The virtual ink was barely dry on the press release that announced Intel Corp. (Nasdaq: INTC) president and CEO Paul Otellini's plans to retire in May 2013, when a bevy of news stories popped up speculating about who his successor might be.
As surprising as the news was that Otellini was retiring early (he's 62 and could have stayed on another three years), there may be another surprise awaiting Intel shareholders. Two of the most commonly mentioned candidates to replace Otellini are women: Renée James, head of Intel's software business, and Diane Bryant, head of its datacenter and server business.
While still unlikely, the odds that a woman could be named CEO at Intel are much higher now than just a few years ago. This year's Fortune 500 listed 18 companies led by female CEOs, a record number and up from 12 in 2011. In the tech industry -- where women are seriously under-represented -- the last three years have seen females rise to the top spots at several major technology companies.
Ursula Burns was named CEO of Xerox Corp. (NYSE: XRX) in 2009 and became chairman in 2010. Although not new to the chief executive position, former eBay CEO and California gubernatorial candidate Meg Whitman became president and CEO of Hewlett-Packard Co. (NYSE: HPQ) in September 2011. At the beginning of 2012, Virginia M. "Ginni" Rometty was appointed president and CEO of IBM Corp. (NYSE: IBM). Just recently, on Oct. 1, she added the title of chairman of the board. Then there's Marissa Mayer, who jumped ship from Google and was named CEO and president of Yahoo Inc. (Nasdaq: YHOO) in July 2012.
That's an impressive list, but notice that none are semiconductor companies. The chip business has always seemed even more male-dominated than other parts of the tech industry. I don't recall many female executives or even chip designers at semiconductor companies, much less CEOs. Intel has had five CEOs in its 44-year history, and all of them have been men.
Intel said it would look both internally and externally for the next CEO, but going outside the company is considered unlikely. If the company stays with an insider, there are five main contenders, says Arik Hesseldahl in his blog at All Things Digital.
The following three were promoted to the level of executive vice president in the same press release that announced Otellini's retirement, which was interpreted as indicating they were top contenders:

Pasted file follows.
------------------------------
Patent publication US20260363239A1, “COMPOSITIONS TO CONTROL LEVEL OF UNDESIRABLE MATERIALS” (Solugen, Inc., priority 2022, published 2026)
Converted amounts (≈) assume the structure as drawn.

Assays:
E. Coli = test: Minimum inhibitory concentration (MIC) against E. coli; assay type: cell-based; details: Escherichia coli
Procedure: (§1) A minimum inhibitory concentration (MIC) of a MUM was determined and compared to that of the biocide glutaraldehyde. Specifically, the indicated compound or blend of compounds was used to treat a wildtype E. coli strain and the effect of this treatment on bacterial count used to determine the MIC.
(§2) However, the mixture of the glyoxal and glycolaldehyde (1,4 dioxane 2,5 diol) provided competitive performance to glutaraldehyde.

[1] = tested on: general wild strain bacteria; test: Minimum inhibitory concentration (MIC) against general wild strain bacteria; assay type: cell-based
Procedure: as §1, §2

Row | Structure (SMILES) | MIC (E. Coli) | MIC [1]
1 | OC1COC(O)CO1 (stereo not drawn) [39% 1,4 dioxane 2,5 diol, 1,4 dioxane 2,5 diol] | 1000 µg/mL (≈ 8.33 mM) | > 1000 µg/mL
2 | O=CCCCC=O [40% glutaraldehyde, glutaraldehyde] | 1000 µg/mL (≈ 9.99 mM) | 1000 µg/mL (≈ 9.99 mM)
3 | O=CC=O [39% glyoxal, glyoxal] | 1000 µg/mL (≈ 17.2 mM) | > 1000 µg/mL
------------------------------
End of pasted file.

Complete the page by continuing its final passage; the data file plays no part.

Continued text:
- Brian Krzanich, chief operating officer and head of worldwide manufacturing. He is considered the obvious choice, based on Intel's history of COOs moving into the CEO spot. Plus, manufacturing has always been a top priority at Intel.
- Stacy Smith, chief financial officer and director of corporate strategy. Like Otellini, Smith's background is business and not engineering, so if they are looking for an MBA type, Smith fits the bill.
- Renée James, general manager of Intel's software and services group. She is also chairman of McAfee and Wind River Systems, software companies that Intel acquired and made into subsidiaries. In fact, software has become a huge business for Intel. Revenue from software and services jumped from $264 million in 2010 to more than $1.8 billion for Intel last year. James is also a key player in Intel's relationship with Microsoft.
The other two frequently mentioned internal candidates are:
- David Perlmutter, executive vice president, general manager of the Intel Architecture Group, and chief product officer. He is responsible for all of Intel's platforms, including datacenters, desktops, laptops, handhelds, embedded devices, and consumer electronics. Of all the candidates, Perlmutter is the purest "semiconductor guy." He was general manager of the microprocessor division, then general manager of the Mobility Group, where he oversaw mobile microprocessor development, including the Centrino and, more recently, the low-power Atom.
- Diane Bryant, vice president and general manager of Intel's sales in datacenters, cloud, and servers, called the Datacenter and Connected Systems Group. The group generated more than $10 billion in revenue in 2011. According to Bryant's bio on the Intel Website, "Intel now powers more than nine of every 10 servers sold worldwide." Previously, she served as Intel's CIO.
Could Intel become the first semiconductor company to smash the glass ceiling? It would be refreshing to see the old boy network of the chip industry shaken up by a woman CEO. In fact, such male-dominated networks may have outlived their usefulness. Now that IBM and HP -- both major Intel customers -- are headed by women, the time may be right for a female CEO at Intel.